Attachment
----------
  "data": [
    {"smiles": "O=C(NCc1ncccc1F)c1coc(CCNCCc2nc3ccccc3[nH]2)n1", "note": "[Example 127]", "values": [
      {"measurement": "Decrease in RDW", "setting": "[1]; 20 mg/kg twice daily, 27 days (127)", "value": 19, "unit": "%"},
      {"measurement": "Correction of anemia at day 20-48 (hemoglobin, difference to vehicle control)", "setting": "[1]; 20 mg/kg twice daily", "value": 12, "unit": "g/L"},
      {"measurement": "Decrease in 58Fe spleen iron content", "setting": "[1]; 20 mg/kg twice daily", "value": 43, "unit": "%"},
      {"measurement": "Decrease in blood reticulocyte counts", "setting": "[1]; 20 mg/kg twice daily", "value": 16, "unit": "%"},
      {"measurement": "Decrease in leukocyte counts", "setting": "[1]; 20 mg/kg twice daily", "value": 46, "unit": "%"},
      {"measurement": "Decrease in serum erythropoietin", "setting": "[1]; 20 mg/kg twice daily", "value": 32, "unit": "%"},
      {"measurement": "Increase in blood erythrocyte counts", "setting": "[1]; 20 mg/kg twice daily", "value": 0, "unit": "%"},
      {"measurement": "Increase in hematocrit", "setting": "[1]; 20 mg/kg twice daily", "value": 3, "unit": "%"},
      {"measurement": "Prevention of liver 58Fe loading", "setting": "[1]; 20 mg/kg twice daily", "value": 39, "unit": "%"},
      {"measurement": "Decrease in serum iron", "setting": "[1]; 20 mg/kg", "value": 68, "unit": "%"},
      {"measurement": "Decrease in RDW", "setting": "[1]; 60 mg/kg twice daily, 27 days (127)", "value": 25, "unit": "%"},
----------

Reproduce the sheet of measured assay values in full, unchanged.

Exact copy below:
  "data": [
    {"smiles": "O=C(NCc1ncccc1F)c1coc(CCNCCc2nc3ccccc3[nH]2)n1", "note": "[Example 127]", "values": [
      {"measurement": "Decrease in RDW", "setting": "[1]; 20 mg/kg twice daily, 27 days (127)", "value": 19, "unit": "%"},
      {"measurement": "Correction of anemia at day 20-48 (hemoglobin, difference to vehicle control)", "setting": "[1]; 20 mg/kg twice daily", "value": 12, "unit": "g/L"},
      {"measurement": "Decrease in 58Fe spleen iron content", "setting": "[1]; 20 mg/kg twice daily", "value": 43, "unit": "%"},
      {"measurement": "Decrease in blood reticulocyte counts", "setting": "[1]; 20 mg/kg twice daily", "value": 16, "unit": "%"},
      {"measurement": "Decrease in leukocyte counts", "setting": "[1]; 20 mg/kg twice daily", "value": 46, "unit": "%"},
      {"measurement": "Decrease in serum erythropoietin", "setting": "[1]; 20 mg/kg twice daily", "value": 32, "unit": "%"},
      {"measurement": "Increase in blood erythrocyte counts", "setting": "[1]; 20 mg/kg twice daily", "value": 0, "unit": "%"},
      {"measurement": "Increase in hematocrit", "setting": "[1]; 20 mg/kg twice daily", "value": 3, "unit": "%"},
      {"measurement": "Prevention of liver 58Fe loading", "setting": "[1]; 20 mg/kg twice daily", "value": 39, "unit": "%"},
      {"measurement": "Decrease in serum iron", "setting": "[1]; 20 mg/kg", "value": 68, "unit": "%"},
      {"measurement": "Decrease in RDW", "setting": "[1]; 60 mg/kg twice daily, 27 days (127)", "value": 25, "unit": "%"},